Reeves: Yeah, Government hasn't made it easy. You know, like I said, we work with every tax agency, process every document, and so it took us time. We got to nationwide coverage three years ago, and that was three years into our company's history. We started six years ago. Then, the reality is it's a very fragmented market so you have companies out there like ADP and Paychex (NASDAQ:PAYX), very large businesses. They each serve about 10% of the companies in America.

We now serve 1%, so we've made some good progress, but it really wasn't possible until recently to build a product like Gusto.

It's a cloud-based product; it's fully integrated. What customers love about it is it's really, really easy to use. It doesn't require any training whatsoever. It's a more affordable price point. And then if you have any questions, you can call us, reach out to us, and we have an amazing service team that is super excited to help you. Now, as soon as those calls or chats end, we try to figure out how to prevent them from happening. But customers really love that simplicity, that ease of use, that affordability. That's been a big part of our breadth to-date.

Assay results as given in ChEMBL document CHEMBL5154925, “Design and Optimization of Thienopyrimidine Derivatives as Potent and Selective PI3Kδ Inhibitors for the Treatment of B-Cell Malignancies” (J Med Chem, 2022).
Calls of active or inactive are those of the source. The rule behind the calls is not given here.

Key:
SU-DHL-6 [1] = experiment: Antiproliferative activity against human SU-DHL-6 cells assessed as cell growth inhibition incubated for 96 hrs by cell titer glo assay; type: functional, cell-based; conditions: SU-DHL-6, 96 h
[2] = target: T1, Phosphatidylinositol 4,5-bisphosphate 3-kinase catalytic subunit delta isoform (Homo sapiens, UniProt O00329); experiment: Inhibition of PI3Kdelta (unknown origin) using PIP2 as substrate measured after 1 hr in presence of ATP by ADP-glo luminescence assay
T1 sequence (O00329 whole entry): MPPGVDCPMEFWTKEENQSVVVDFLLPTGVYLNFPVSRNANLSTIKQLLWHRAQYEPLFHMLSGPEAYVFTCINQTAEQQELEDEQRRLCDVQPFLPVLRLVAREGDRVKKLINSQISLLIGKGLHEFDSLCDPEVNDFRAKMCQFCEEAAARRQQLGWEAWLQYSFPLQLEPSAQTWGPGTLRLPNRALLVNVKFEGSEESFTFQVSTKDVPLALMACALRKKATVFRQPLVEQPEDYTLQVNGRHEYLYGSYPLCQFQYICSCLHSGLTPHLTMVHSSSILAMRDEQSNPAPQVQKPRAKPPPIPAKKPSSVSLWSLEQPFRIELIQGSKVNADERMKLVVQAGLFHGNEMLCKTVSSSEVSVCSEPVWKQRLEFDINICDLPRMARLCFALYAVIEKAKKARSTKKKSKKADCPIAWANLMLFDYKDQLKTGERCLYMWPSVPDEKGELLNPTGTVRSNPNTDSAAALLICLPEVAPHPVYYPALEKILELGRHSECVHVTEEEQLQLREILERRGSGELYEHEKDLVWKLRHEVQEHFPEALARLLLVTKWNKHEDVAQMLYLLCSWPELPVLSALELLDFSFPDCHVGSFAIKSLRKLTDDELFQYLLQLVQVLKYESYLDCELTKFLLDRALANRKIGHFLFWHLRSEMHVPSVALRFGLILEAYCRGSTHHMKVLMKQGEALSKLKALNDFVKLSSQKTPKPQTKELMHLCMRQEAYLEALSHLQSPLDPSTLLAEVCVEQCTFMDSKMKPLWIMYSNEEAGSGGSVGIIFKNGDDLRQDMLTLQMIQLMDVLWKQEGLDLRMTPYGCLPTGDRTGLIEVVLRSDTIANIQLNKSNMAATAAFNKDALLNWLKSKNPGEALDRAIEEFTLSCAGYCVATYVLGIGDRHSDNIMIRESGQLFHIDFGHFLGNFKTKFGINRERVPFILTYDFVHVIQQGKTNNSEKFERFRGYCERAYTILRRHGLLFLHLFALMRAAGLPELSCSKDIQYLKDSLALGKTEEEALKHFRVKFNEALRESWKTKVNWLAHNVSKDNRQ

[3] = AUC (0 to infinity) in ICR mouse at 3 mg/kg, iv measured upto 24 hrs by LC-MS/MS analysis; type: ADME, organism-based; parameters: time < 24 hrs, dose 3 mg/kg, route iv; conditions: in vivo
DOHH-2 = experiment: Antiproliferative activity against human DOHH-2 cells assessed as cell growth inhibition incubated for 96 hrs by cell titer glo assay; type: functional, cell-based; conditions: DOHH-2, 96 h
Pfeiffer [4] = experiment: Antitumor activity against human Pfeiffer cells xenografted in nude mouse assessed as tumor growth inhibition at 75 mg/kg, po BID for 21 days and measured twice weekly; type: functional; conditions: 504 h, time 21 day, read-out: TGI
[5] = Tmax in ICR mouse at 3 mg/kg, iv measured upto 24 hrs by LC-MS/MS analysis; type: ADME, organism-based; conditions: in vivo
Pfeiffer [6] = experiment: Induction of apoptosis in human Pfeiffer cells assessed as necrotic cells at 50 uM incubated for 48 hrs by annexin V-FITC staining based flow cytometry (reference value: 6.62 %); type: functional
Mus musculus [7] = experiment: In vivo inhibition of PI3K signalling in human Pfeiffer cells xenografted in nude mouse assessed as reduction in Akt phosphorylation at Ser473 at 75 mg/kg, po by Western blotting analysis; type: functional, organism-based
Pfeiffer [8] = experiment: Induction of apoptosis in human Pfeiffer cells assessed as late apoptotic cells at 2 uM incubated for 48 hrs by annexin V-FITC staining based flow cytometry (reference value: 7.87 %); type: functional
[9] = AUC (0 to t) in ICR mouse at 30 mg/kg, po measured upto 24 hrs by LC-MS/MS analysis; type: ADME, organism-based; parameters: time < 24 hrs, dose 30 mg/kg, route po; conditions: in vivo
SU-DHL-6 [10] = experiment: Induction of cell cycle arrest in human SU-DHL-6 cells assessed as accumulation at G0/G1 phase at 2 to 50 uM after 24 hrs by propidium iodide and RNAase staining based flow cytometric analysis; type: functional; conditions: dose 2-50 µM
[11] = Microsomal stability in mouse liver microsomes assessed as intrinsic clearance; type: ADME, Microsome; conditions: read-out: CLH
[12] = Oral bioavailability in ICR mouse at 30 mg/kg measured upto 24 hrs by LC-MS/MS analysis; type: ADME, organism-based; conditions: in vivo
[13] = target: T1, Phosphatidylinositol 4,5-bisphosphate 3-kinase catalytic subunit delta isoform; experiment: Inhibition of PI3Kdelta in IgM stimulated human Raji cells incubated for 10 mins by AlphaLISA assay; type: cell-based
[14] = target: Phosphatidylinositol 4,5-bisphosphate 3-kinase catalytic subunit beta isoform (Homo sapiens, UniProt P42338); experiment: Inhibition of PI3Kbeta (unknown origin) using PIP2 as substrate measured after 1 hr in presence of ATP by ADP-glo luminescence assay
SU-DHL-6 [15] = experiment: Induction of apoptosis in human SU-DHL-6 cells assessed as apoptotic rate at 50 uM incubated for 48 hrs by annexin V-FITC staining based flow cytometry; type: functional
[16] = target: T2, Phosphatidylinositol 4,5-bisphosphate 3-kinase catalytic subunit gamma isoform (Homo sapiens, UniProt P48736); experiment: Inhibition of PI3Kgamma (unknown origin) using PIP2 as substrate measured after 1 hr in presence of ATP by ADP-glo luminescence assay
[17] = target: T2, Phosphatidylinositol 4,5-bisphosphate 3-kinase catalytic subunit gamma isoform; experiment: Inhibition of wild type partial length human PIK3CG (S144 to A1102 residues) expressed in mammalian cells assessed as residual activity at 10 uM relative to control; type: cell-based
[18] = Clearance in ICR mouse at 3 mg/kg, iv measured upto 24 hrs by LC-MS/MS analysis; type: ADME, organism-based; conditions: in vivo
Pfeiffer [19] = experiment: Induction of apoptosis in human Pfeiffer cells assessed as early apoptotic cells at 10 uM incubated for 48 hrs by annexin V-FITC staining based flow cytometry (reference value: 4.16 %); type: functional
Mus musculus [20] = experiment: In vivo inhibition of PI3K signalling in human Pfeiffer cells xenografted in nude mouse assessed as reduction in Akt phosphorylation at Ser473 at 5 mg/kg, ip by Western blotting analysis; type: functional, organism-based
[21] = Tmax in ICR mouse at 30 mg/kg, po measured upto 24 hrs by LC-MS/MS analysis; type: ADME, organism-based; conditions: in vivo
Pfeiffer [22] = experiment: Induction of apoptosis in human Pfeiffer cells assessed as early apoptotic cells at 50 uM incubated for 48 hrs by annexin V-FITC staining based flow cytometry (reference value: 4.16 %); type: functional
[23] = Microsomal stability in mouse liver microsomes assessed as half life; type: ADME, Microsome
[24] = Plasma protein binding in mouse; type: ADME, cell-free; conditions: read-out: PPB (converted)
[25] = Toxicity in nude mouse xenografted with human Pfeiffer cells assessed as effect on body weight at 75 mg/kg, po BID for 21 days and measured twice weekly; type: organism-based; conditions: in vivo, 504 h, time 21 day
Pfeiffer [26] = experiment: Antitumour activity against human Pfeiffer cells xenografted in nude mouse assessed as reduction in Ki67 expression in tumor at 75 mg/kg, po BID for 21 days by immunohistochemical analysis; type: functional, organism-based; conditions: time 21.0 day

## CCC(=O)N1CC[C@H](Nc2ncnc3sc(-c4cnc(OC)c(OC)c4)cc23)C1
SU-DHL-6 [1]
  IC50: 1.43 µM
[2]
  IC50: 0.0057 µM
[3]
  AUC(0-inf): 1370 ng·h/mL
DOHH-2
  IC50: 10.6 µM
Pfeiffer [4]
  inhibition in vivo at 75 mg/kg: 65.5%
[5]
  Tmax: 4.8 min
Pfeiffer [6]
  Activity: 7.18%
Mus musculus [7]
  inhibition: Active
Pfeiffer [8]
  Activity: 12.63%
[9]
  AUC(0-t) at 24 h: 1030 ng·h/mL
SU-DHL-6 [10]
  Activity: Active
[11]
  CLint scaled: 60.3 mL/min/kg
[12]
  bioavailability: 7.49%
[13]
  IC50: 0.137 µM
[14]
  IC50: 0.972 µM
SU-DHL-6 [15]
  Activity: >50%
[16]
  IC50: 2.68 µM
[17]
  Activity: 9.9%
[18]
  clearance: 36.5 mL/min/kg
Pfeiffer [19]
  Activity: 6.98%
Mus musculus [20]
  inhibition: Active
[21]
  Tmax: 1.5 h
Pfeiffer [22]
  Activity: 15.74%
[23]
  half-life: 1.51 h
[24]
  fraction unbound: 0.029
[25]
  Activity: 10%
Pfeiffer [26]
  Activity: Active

Erickson: Is that what brought you to the SMB segment? Because I know the enterprise is also very interested in something like this, but why is it small business instead of the larger ones?

Reeves: Every part of the market has its own set of pain points, I would say. We're super excited and very focused on small business, because it's a massive segment. A third of the workforce is in companies with 1 to 100 employees -- 98% of the companies in America, the employers are in that segment, too. We saw a huge segment, but more importantly, we saw that's the segment with the most pain. That's the segment that hasn't had access to technology, has been doing it mostly by hand. So even with companies like ADP and Paychex, over half of these companies are still doing it by hand. Manual, paper rich, and getting fined and making mistakes. So we had some ideas of how to build a much better product, how to reach this segment in a much more efficient way. We wanted to start with the folks that were most in pain, because we wanted to help them.

Erickson: Josh, last question for you. You got a big announcement here at Future of Fintech. What's the news that you want to talk about?